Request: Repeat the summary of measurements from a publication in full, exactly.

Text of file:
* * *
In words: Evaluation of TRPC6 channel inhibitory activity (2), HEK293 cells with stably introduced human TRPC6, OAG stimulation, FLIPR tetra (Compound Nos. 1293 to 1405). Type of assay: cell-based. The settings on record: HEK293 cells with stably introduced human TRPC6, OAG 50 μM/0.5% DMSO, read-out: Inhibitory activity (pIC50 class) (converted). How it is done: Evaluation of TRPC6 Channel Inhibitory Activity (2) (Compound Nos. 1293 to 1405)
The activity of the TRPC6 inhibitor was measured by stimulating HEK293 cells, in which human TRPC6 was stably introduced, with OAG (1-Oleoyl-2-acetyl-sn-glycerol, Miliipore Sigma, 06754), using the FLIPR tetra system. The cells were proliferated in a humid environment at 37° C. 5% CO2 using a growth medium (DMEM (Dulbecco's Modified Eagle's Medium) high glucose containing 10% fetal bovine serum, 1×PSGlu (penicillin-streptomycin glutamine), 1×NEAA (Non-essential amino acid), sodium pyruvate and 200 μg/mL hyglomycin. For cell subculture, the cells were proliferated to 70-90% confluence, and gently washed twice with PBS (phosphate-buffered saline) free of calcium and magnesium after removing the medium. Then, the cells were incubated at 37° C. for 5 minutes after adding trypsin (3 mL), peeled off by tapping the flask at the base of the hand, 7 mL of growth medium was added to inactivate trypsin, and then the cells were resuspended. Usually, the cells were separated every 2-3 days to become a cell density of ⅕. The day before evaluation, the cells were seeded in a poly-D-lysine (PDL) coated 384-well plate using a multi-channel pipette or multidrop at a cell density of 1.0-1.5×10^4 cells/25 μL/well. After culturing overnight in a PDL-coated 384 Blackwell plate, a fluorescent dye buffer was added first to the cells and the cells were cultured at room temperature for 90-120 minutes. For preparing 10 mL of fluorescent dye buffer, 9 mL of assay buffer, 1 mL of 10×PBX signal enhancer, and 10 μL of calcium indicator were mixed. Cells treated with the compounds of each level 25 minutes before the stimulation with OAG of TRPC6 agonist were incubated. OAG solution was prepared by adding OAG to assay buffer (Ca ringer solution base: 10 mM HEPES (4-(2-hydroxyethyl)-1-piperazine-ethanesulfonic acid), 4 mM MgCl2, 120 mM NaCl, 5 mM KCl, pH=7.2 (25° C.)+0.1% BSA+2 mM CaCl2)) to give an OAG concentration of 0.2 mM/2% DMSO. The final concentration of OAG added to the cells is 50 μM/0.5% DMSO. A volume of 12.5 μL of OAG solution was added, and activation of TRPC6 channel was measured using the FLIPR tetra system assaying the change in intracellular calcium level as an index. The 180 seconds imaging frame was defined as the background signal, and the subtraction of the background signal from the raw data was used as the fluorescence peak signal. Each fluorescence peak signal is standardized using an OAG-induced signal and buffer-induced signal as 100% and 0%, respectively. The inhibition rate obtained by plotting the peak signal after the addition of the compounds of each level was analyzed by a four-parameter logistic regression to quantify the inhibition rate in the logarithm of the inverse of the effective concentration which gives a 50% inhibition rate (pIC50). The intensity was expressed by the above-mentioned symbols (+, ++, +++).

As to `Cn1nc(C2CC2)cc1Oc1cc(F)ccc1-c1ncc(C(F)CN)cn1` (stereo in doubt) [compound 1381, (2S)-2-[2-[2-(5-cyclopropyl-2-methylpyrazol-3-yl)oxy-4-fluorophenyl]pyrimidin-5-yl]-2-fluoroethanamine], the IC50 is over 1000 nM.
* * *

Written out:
In words: Evaluation of TRPC6 channel inhibitory activity (2), HEK293 cells with stably introduced human TRPC6, OAG stimulation, FLIPR tetra (Compound Nos. 1293 to 1405). Type of assay: cell-based. The settings on record: HEK293 cells with stably introduced human TRPC6, OAG 50 μM/0.5% DMSO, read-out: Inhibitory activity (pIC50 class) (converted). How it is done: Evaluation of TRPC6 Channel Inhibitory Activity (2) (Compound Nos. 1293 to 1405)
The activity of the TRPC6 inhibitor was measured by stimulating HEK293 cells, in which human TRPC6 was stably introduced, with OAG (1-Oleoyl-2-acetyl-sn-glycerol, Miliipore Sigma, 06754), using the FLIPR tetra system. The cells were proliferated in a humid environment at 37° C. 5% CO2 using a growth medium (DMEM (Dulbecco's Modified Eagle's Medium) high glucose containing 10% fetal bovine serum, 1×PSGlu (penicillin-streptomycin glutamine), 1×NEAA (Non-essential amino acid), sodium pyruvate and 200 μg/mL hyglomycin. For cell subculture, the cells were proliferated to 70-90% confluence, and gently washed twice with PBS (phosphate-buffered saline) free of calcium and magnesium after removing the medium. Then, the cells were incubated at 37° C. for 5 minutes after adding trypsin (3 mL), peeled off by tapping the flask at the base of the hand, 7 mL of growth medium was added to inactivate trypsin, and then the cells were resuspended. Usually, the cells were separated every 2-3 days to become a cell density of ⅕. The day before evaluation, the cells were seeded in a poly-D-lysine (PDL) coated 384-well plate using a multi-channel pipette or multidrop at a cell density of 1.0-1.5×10^4 cells/25 μL/well. After culturing overnight in a PDL-coated 384 Blackwell plate, a fluorescent dye buffer was added first to the cells and the cells were cultured at room temperature for 90-120 minutes. For preparing 10 mL of fluorescent dye buffer, 9 mL of assay buffer, 1 mL of 10×PBX signal enhancer, and 10 μL of calcium indicator were mixed. Cells treated with the compounds of each level 25 minutes before the stimulation with OAG of TRPC6 agonist were incubated. OAG solution was prepared by adding OAG to assay buffer (Ca ringer solution base: 10 mM HEPES (4-(2-hydroxyethyl)-1-piperazine-ethanesulfonic acid), 4 mM MgCl2, 120 mM NaCl, 5 mM KCl, pH=7.2 (25° C.)+0.1% BSA+2 mM CaCl2)) to give an OAG concentration of 0.2 mM/2% DMSO. The final concentration of OAG added to the cells is 50 μM/0.5% DMSO. A volume of 12.5 μL of OAG solution was added, and activation of TRPC6 channel was measured using the FLIPR tetra system assaying the change in intracellular calcium level as an index. The 180 seconds imaging frame was defined as the background signal, and the subtraction of the background signal from the raw data was used as the fluorescence peak signal. Each fluorescence peak signal is standardized using an OAG-induced signal and buffer-induced signal as 100% and 0%, respectively. The inhibition rate obtained by plotting the peak signal after the addition of the compounds of each level was analyzed by a four-parameter logistic regression to quantify the inhibition rate in the logarithm of the inverse of the effective concentration which gives a 50% inhibition rate (pIC50). The intensity was expressed by the above-mentioned symbols (+, ++, +++).

As to `Cn1nc(C2CC2)cc1Oc1cc(F)ccc1-c1ncc(C(F)CN)cn1` (stereo in doubt) [compound 1381, (2S)-2-[2-[2-(5-cyclopropyl-2-methylpyrazol-3-yl)oxy-4-fluorophenyl]pyrimidin-5-yl]-2-fluoroethanamine], the IC50 is over 1000 nM.